I am wondering about the science behind whether taking a BCAA supplement or other amino acids “breaks” a fast? So, for example, I like to do a daily fast of about 16 to 18 hours, and I like to work out fasted in the morning. However, I find a get a boost of energy and in performance if I do some BCAA’s or full spectrum amino acids beforehand. Is this halting the fast and preventing the benefits such as autophagy from taking place? I am really lean and my performance flags sometimes because I don’t have much body fat to draw energy from. But I would hate for these supplements to impact the fasting benefits.
My “gut” reaction is that BCAAs would break both the decreased insulin and autophagy associated with a fast, but have no science to support it, so I’ll be monitoring this thread closely since I would also like to know.
I know fat does not disrupt the fast, but since BCAAs are a type of protein, which does disrupt the fast to a degree, I’m wondering how they compare to actually ingesting meat or animal protein. I take about 3 g along with some Keto cana, and exogenous ketone, and I can power through a tough workout without taking in any food beforehand. I consider it to be a semi fasted state since I do take in some calories from the ketone supplement. But I feel like there are still benefits to engaging in a workout with these additions.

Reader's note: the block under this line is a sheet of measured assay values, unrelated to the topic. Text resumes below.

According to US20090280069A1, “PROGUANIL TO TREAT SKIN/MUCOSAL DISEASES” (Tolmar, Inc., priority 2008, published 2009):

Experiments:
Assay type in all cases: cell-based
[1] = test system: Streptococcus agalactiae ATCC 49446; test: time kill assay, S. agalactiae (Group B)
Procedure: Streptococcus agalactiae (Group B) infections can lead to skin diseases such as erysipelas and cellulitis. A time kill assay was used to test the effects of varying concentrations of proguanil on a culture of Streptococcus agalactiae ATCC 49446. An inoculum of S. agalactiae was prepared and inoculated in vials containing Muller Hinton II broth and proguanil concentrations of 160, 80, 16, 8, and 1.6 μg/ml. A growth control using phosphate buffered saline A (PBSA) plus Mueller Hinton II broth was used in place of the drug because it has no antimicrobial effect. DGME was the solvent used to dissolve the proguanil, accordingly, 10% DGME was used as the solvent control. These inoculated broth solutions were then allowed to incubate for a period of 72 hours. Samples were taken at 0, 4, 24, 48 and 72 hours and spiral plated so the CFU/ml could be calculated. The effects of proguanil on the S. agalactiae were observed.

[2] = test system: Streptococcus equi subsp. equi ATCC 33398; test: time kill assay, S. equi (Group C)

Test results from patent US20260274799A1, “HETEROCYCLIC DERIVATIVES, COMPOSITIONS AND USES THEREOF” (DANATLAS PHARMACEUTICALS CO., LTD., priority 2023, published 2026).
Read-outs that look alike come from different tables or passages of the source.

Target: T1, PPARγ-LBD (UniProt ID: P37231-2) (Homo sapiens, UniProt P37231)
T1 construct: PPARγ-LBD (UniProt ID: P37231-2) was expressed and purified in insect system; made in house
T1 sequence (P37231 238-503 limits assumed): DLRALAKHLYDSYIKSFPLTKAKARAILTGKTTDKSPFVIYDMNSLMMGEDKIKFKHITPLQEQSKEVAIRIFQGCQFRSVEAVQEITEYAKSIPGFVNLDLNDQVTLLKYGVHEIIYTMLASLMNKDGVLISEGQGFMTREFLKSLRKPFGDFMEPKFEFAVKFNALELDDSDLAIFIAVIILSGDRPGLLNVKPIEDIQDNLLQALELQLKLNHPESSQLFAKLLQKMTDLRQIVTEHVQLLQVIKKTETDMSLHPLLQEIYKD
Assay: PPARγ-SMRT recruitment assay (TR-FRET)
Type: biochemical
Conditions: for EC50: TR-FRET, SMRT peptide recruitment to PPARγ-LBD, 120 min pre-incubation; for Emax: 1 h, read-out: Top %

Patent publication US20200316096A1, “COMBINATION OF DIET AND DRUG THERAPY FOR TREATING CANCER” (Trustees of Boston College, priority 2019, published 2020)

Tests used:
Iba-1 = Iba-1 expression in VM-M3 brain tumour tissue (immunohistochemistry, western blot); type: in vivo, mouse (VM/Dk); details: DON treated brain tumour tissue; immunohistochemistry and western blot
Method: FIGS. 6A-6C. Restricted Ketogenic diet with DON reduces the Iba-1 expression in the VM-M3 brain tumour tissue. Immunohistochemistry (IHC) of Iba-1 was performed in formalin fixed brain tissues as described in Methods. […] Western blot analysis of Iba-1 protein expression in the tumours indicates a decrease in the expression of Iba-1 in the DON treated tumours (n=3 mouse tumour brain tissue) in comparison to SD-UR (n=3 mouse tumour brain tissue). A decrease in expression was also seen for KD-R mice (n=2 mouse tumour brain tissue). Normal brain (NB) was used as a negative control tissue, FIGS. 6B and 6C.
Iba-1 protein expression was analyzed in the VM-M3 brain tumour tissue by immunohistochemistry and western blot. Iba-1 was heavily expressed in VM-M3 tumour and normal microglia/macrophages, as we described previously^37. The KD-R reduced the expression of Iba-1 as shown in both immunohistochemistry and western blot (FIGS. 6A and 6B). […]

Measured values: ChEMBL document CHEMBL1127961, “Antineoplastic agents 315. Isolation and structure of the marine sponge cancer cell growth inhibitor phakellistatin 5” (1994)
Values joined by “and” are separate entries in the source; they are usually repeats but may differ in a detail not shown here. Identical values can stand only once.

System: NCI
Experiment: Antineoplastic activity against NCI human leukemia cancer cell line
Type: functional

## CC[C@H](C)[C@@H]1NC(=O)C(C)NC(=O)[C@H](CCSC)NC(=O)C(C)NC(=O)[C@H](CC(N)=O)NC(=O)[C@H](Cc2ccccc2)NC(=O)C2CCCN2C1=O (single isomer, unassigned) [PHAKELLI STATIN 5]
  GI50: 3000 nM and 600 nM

My understanding is that amino acids (BCAA’s, and in particular leucine) cause a release of insulin.
The BCAA leucine is the amino acid most inhibitory of autophagy. So it could shut down one of the processes you are trying to engage by fasting.
Bingo!! I wonder if it’s an issue of scale. My bcaa supplement has 2.5 g of leucine. Can that really disrupt the autophagy process and cause an insulin response?
I don’t know how much would be needed and for how long autophagy would be inhibited.
That report is incredibly dense…I can’t sort through the language!
Doing some research there are opposing views on this subject, and I think there are definitely some exceptions that affect whether the bcaas have a negative effect on fasting. Some feedback supports the idea that the small amount of amino acids in a low dose do not affect the process of fasting in a significantly detrimental way. Others say they will cause an insulin spike but do not specify at what dose this occurs. If you are very lean, you risk muscle loss during a fasted workout is the thought. Would I be able to detect an insulin response to the aminos by measuring my BG after ingesting them?
This isn’t an answer to your question, but you might find it interesting.
I am currently listening to Ben Greenfield’s podcast episode from Jan 18, 2017. He is talking to Dominic D’Agostino and it is titled Which Ketone Supplement Works Best.
At ~33 minutes in, they are discussing BCAA’s and fasting.
At the beginning of the podcast, he does suggest getting your Propeller Hat on for the nerdiness. hahahaha
That is hilarious…I posted a link to that episode in “Show me the science”. It was excellent
oops! I’m sorry I haven’t been on as much as usual the last few days. I am way far behind…64 new topics I haven’t even looked at!
Hey great minds think alike!